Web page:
I’m going off the reservation again, so it you’re expecting a post on personal finance, this isn’t it. This post is about the importance of fathers. Father’s Day is coming up this weekend and I’ve never once celebrated the day or purchased a Father’s Day gift. I’ve never had to. You see, with the exception of one hour 2 years ago, I had not seen my father since I was twelve and I am 33 now. My father chose to not be a part of my or my brother’s life and now I think that he regrets it.
I’ve mentioned before in my article about growing up poor that I came to this country at around 6 years old with my brother. My mother had already lived here for two years prior and she did not leave us with our father before moving here. He was already checked out. I’ll give my mother credit for sending us back every summer until I turned 12 to both get us out of New York and to spend time with her family in our home country. She also made sure that we would spend sometime with our father but he seemed to always be much too busy to spend any real quality time for us. When I turned 12 my mother could not longer afford the airfare because I would have to pay the adult fare and as a single mother, she couldn’t afford it. I didn’t blame her for prioritizing putting a roof over our heads versus what amounted to an annual vacation.
I’d like to say that I missed having a father when I was growing up, but quite honestly, I didn’t. It wasn’t because my stepfather was there because at the time he was just the man dating my mother and wasn’t really interested in being a father, so he was a non-entity in my eyes. It was just that not having a father was the norm and you can’t miss what you don’t have. My brother and I were not alone since some 33% of all children in New York City live in fatherless homes. If you are a minority that statistic rises to close to 50%. That’s a hell of a lot of kids without fathers in their lives.
Why am I telling you this? Because Father’s Day is coming up, and I wonder what goes through my father’s head when the day comes and he is not surrounded by his children. My father, “the sperm donor” as my brother, his namesake refers to him, is the father to many children (don’t really know how many) and we don’t know our half-siblings. As I grow older and value more and more the family that I have, I wonder how one could go through life knowing that there are people out there sharing your DNA and have absolutely no curiosity about their lives. I have no anger or resentment. I just wonder how one could be so heartless.
Two years ago my family went to put headstones on my maternal grandmother’s grave and my mother insisted on making the hours long drive to my paternal mother’s house. They have always maintained a good relationship and she wanted us to see our grandmother. My grandmother took the opportunity to call my father who lived just around the corner to let him know that we were coming – in the middle of a major storm I might add. When we arrived the neighbors immediately knew where my brother and I were going because we apparently looked like some of my other siblings and they were right. I met my sister that I had not seen for 19 years and we could have been and I guess are, pages out of the same book. My brother too shares a deep resemblance with one particular half-brother and he actually looks like a younger version of my father.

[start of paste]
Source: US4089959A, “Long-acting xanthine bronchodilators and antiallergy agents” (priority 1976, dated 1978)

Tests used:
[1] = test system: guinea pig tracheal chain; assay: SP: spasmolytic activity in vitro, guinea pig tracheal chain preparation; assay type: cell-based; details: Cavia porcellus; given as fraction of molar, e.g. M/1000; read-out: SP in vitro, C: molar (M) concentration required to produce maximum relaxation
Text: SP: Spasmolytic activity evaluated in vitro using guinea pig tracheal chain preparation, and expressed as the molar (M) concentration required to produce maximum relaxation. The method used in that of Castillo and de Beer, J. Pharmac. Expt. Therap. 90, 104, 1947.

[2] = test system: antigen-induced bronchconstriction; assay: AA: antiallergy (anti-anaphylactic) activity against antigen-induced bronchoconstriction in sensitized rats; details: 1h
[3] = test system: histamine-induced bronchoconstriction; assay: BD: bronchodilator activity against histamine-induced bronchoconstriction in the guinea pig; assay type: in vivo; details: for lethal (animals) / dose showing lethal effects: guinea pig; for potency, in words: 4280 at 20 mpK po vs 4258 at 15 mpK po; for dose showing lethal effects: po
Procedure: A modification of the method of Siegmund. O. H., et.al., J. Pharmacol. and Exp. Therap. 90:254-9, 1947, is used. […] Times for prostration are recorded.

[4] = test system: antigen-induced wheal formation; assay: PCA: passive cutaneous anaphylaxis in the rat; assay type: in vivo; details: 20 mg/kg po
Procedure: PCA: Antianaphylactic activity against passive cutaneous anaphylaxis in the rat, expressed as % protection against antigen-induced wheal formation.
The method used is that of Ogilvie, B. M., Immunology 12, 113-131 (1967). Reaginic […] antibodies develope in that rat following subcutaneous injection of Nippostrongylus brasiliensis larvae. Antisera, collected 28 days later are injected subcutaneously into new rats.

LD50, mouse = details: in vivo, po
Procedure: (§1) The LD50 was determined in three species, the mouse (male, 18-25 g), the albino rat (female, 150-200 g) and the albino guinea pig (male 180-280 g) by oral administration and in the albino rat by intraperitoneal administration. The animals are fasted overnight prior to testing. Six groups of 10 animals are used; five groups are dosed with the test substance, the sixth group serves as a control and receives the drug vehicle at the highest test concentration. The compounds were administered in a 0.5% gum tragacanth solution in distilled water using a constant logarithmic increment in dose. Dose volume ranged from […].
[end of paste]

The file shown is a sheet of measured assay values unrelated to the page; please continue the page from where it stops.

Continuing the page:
When my father arrived it was very much like meeting a perfect stranger. Here we were all adults standing and looking at each other. The years stood between us an uncrossable chasm, but I was willing to try to cross it simply by saying, “hello”. It was the first word that I had uttered to my father in almost 20 years and it felt completely foreign. I’ve felt more comfortable meeting complete strangers on the subway on the way to work. Here was the person that had contributed to the act of giving me life, and I felt no connection to him. My mother launched into a tirade about his past statements that she had kept us away from him, and while she wanted to be vindicated, I felt embarrassed for her. There was nothing to prove because it did not matter. The time for blame and pointing fingers was long past and would have made no difference, so I did exactly what the situation called for. I asked my mother to be quiet. My brother and I chose to sit and have lunch with my father. It was then that he invited us to come back and visit on our own so that we could get to know each other. I was noncommittal because quite honestly, I didn’t know if I wanted to invest the time, money and most importantly, emotion trying to get to know a perfect stranger. It’s been two years and I now feel as if I should at least try. For my brother that need does not exist.
My boyfriend asked me why I want to even bother trying, and I guess it’s because after going through the dying process with my coworker who was old enough to be my father, I don’t want to regret having missed an opportunity to get to know him. According to my grandmother, my father had been in the hospital for a month with complications to diabetes. If he had died I would have lost an opportunity to at least try. Ten or twenty years from now I don’t want to sit back and reflect on the things that I should have or could have done.
Dads if you are separated from the mother of your child you are still a father. No matter how difficult it might be to see or speak to your kids make an effort to do so. You might not be able to pay child support or take them out and do things with them, but in the end, your kid won’t remember any of that. What they will remember is you and the time that you have spent with them. Don’t be an absentee father – or mother for that matter. You might not regret it now, but decades later you will. Trust me. I’ve seen it in my father’s eyes.
Join the newsletter
Subscribe to get our latest content by email.